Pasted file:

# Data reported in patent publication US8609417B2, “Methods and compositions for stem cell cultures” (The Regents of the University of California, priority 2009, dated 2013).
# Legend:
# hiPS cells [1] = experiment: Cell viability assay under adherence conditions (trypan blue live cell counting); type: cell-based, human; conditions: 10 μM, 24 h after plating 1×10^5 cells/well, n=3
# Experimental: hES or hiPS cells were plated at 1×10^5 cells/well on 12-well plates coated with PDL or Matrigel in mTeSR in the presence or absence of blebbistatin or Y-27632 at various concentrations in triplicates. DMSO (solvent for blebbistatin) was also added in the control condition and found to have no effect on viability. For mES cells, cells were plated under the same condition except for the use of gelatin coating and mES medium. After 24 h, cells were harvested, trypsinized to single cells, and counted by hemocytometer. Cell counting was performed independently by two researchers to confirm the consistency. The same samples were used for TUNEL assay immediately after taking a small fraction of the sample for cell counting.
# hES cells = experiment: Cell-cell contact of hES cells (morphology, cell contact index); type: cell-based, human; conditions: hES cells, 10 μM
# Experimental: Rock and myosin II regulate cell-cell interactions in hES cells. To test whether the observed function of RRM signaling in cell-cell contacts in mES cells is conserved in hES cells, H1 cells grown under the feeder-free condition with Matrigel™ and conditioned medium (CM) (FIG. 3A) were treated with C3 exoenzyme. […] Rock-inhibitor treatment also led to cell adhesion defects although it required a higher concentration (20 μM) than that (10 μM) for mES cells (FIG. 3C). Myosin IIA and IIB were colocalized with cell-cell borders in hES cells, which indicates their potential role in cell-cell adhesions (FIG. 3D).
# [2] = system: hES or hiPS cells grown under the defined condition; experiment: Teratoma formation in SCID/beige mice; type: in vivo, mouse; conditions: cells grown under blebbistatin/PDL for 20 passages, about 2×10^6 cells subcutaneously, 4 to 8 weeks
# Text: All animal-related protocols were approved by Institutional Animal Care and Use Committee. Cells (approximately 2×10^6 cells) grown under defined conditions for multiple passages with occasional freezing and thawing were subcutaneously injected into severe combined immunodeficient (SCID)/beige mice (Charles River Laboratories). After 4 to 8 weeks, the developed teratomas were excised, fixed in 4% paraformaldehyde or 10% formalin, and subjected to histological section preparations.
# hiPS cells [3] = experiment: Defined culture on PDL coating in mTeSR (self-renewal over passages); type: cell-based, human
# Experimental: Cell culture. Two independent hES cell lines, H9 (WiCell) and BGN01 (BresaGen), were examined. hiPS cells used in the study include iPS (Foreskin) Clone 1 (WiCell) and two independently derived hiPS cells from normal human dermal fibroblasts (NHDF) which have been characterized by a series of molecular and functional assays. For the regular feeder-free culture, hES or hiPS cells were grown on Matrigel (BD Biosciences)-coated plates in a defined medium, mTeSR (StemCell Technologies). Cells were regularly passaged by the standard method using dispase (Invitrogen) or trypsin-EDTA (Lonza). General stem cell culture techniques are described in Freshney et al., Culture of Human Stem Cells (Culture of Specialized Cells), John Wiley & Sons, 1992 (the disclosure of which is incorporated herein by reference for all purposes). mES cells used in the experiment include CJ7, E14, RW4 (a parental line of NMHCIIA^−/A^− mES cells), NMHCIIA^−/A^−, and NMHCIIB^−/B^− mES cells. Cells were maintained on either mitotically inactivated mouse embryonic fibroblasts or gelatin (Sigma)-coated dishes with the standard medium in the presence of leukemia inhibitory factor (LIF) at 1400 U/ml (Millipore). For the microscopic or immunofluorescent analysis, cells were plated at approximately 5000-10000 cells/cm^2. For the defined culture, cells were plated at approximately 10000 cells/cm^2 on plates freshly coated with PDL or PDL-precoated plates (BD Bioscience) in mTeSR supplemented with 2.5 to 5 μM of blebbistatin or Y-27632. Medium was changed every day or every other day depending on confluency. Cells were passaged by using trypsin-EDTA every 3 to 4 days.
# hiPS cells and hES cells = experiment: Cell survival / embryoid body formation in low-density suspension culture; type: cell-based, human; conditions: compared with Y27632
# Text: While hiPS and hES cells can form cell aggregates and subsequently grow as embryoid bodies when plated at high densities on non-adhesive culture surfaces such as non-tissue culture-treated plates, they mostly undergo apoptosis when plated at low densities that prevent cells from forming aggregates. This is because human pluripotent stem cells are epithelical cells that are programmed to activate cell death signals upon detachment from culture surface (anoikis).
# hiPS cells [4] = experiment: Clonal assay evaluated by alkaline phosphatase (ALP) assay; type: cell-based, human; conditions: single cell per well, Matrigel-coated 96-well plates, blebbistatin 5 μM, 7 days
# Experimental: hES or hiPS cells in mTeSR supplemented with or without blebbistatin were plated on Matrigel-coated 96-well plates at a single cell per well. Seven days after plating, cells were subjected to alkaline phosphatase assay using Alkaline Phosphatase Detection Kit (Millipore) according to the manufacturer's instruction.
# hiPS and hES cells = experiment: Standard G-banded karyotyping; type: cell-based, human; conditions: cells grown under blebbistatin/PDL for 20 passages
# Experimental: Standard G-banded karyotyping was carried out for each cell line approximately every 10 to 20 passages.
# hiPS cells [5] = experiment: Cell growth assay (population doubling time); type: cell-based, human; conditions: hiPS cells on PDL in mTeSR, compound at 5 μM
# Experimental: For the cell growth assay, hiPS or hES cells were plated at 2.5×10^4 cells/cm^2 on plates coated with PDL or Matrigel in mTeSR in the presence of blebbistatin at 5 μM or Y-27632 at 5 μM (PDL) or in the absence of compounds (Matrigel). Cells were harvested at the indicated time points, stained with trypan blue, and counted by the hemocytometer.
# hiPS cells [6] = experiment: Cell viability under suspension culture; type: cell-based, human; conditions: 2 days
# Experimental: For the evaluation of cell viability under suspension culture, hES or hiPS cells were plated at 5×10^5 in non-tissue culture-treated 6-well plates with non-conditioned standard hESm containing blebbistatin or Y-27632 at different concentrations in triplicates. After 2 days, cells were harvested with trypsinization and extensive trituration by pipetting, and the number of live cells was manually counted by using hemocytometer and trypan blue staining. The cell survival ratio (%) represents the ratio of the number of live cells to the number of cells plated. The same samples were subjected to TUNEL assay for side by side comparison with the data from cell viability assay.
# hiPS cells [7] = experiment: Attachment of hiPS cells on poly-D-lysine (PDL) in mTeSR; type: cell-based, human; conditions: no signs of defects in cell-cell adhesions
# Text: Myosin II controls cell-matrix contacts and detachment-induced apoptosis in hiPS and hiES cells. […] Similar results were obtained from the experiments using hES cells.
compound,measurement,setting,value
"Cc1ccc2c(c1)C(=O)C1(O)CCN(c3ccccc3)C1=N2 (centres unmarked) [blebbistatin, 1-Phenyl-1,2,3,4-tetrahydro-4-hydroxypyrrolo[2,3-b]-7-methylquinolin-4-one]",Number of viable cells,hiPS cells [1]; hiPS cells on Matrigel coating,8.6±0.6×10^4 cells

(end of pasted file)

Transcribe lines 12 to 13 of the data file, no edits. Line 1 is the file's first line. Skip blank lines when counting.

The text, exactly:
# Text: While hiPS and hES cells can form cell aggregates and subsequently grow as embryoid bodies when plated at high densities on non-adhesive culture surfaces such as non-tissue culture-treated plates, they mostly undergo apoptosis when plated at low densities that prevent cells from forming aggregates. This is because human pluripotent stem cells are epithelical cells that are programmed to activate cell death signals upon detachment from culture surface (anoikis).
# hiPS cells [4] = experiment: Clonal assay evaluated by alkaline phosphatase (ALP) assay; type: cell-based, human; conditions: single cell per well, Matrigel-coated 96-well plates, blebbistatin 5 μM, 7 days